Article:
The latest report on influenza vaccination coverage revealed that overall coverage is up, but remains low for 18 to 64 year olds. Additionally, gaps in coverage of health care workers may be worrisome, according to experts.

In a news conference Thursday, the National Foundation for Infectious Diseases (NFID) and Centers for Disease Control and Prevention (CDC) shared the statistics from the 2013-14 season.

In the United States, 46.2 percent of the population age 6 months and older were vaccinated. Coverage was highest among children younger than 5 years old (70.4 percent) and adults over age 65 (65 percent). The CDC saw an increase in coverage among school-age children ages 5 to 17, up 3 percentage points to 55.3 percent.

However, coverage among healthy adults ages 18 to 64 has yet to top 40 percent, reaching only 33.9 percent. Last year, nearly 60 percent of flu-associated hospitalizations reported to the CDC were adults in this group.

“It is encouraging that over the past few years more people are getting their flu vaccine, but we need to encourage more young and middle-aged adults to get vaccinated because they can also suffer serious consequences from the flu,” CDC director Dr. Tom Frieden said in a press release. "Vaccination is the single most important step everyone 6 months of age and older can take to protect themselves and their families against influenza.”

The CDC also reported that while physicians and nurses have high vaccination coverage, 92.2 percent and 90.5 percent respectively, the rate among professionals working in long-term care facilities is 63 percent. While hospital workers have stricter vaccine requirements than other facilities, that doesn’t explain the low rate.

“It’s good medical policy to vaccinate your workers,” Frieden said, “not only for their protection, but also for the protection of the often medically fragile patients they serve.”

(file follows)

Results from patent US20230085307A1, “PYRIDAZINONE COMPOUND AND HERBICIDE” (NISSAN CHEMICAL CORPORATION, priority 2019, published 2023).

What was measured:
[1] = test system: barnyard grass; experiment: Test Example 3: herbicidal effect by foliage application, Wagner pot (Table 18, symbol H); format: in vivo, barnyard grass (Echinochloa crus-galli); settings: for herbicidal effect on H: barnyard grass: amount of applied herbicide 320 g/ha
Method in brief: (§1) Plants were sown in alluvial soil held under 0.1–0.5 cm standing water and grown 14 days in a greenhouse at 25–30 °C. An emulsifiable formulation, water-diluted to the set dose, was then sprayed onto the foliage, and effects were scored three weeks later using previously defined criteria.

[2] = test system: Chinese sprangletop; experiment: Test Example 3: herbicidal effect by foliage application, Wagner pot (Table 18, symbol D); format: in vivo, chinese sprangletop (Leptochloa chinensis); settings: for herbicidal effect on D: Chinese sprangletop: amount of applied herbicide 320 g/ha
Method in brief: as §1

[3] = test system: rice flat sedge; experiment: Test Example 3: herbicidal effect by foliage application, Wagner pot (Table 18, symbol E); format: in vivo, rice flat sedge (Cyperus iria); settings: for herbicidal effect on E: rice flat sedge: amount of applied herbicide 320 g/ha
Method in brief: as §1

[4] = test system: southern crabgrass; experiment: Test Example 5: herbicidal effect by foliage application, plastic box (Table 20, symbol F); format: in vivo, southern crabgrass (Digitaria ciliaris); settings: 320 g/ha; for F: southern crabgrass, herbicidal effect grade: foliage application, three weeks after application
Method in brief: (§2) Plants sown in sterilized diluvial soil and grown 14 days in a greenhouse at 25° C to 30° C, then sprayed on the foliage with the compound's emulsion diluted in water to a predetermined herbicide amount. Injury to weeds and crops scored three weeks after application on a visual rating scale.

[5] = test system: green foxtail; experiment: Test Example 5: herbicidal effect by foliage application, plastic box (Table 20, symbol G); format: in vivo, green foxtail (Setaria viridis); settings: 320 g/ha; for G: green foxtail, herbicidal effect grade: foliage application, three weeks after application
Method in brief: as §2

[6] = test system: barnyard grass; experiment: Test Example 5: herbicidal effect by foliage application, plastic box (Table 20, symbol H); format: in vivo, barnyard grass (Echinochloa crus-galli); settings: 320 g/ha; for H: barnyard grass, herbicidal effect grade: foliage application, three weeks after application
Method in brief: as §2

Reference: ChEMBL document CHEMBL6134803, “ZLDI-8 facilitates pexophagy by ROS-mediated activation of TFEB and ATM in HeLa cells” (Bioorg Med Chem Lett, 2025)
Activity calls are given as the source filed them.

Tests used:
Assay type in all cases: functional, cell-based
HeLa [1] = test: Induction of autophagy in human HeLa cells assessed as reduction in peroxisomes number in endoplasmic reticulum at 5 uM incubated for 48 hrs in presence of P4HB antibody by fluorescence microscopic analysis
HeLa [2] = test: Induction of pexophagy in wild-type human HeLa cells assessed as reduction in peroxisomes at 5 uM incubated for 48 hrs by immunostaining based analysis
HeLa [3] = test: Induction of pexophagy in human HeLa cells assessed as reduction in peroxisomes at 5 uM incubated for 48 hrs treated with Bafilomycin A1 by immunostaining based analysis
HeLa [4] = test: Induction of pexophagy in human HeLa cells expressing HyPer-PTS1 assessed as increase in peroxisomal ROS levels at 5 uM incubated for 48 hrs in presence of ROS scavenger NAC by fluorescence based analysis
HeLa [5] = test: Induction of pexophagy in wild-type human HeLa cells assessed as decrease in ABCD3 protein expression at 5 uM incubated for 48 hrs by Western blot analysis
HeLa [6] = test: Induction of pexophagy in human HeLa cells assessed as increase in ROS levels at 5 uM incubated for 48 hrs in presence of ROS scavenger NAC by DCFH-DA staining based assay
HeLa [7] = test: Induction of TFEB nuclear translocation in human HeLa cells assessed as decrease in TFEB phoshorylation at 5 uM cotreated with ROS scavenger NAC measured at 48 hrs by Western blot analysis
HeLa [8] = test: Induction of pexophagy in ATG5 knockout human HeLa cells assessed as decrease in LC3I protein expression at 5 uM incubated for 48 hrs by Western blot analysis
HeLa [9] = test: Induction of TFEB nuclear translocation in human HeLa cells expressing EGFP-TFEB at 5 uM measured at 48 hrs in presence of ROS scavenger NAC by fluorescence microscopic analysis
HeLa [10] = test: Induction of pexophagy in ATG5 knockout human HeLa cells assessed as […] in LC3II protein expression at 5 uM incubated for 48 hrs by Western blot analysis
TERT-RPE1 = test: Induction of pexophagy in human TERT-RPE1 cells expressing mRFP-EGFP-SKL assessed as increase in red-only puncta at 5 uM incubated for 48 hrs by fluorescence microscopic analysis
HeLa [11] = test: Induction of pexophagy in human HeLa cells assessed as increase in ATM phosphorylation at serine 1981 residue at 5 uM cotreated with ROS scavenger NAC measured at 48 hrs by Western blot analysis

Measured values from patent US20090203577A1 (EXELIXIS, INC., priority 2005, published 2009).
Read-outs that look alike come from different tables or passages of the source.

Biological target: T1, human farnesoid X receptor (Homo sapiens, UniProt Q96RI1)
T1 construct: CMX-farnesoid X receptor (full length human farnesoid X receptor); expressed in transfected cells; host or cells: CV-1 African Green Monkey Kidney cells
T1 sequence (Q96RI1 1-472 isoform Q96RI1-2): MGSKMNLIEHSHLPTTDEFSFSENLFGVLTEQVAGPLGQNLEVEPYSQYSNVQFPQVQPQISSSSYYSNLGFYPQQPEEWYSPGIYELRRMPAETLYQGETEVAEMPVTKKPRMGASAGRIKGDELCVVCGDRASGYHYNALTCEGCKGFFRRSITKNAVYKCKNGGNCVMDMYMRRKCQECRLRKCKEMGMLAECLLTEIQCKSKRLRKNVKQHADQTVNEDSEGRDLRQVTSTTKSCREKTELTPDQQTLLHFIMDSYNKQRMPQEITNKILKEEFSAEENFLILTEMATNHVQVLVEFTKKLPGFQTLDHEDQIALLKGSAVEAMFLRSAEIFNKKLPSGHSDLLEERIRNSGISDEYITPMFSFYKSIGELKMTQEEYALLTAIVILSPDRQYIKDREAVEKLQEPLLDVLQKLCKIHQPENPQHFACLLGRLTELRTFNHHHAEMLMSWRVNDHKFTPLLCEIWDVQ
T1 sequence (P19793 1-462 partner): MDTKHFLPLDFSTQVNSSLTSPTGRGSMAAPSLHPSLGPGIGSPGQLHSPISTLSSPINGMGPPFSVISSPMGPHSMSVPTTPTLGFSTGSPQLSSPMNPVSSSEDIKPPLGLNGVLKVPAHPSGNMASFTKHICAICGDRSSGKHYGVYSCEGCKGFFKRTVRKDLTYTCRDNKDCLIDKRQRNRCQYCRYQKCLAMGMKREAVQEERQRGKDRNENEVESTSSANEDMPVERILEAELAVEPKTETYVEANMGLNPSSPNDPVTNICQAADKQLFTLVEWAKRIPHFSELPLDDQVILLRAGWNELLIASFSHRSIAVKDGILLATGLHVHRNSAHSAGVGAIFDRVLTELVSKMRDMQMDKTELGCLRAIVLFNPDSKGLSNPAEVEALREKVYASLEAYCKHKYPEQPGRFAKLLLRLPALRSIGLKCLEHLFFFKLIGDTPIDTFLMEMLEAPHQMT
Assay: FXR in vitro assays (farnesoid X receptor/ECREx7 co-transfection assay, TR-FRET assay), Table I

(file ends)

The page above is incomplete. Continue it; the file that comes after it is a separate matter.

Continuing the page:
Experts also reminded pregnant women of the importance of flu vaccinations. Because of changes to a woman’s immune system, heart and lungs during pregnancy, she and her developing baby are at higher risk for complications. Having the flu while pregnant doubles the risk of fetal death, increases the risk of premature labor and increases the mother’s risk of hospitalization.

Pregnant women can receive the flu vaccination during any trimester and can also be vaccinated post-partum, including while breastfeeding. Vaccinations during pregnancy protects newborn babies for up to six months— a time when they’re most vulnerable to influenza, but too young to be vaccinated.

Research has identified three or four influenza strains most likely to spread during the 2014-2015 season and available vaccines protect against the same strains. According to researchers, there is ample vaccine supply— with options including the traditional flu shot, a nasal spray vaccine, and an intradermal vaccine with a smaller needle— and the public should get their vaccine as soon as possible.

“Influenza vaccines are safe, plentiful and we have more vaccine options than ever before—at least one is right for everyone,” said Dr. William Schaffner, past President of NFID and preventative medicine and infectious disease expert at Vanderbilt University School of Medicine. “People should not wait to get vaccinated if their first choice is not available.”

Additionally, the CDC published new recommendations for a second type of pneumococcal vaccine for adults age 65 and older. Pneumococcal disease can occur any time of year, but can become a deadly complication of influenza and cause a severe type of pneumonia, as well as meningitis, blood poisoning and other infections. Adults in this group should receive one dose of the pneumococcal conjugate vaccine, followed by one dose of pneumococcal polysaccharide vaccine, ideally six to 12 months later.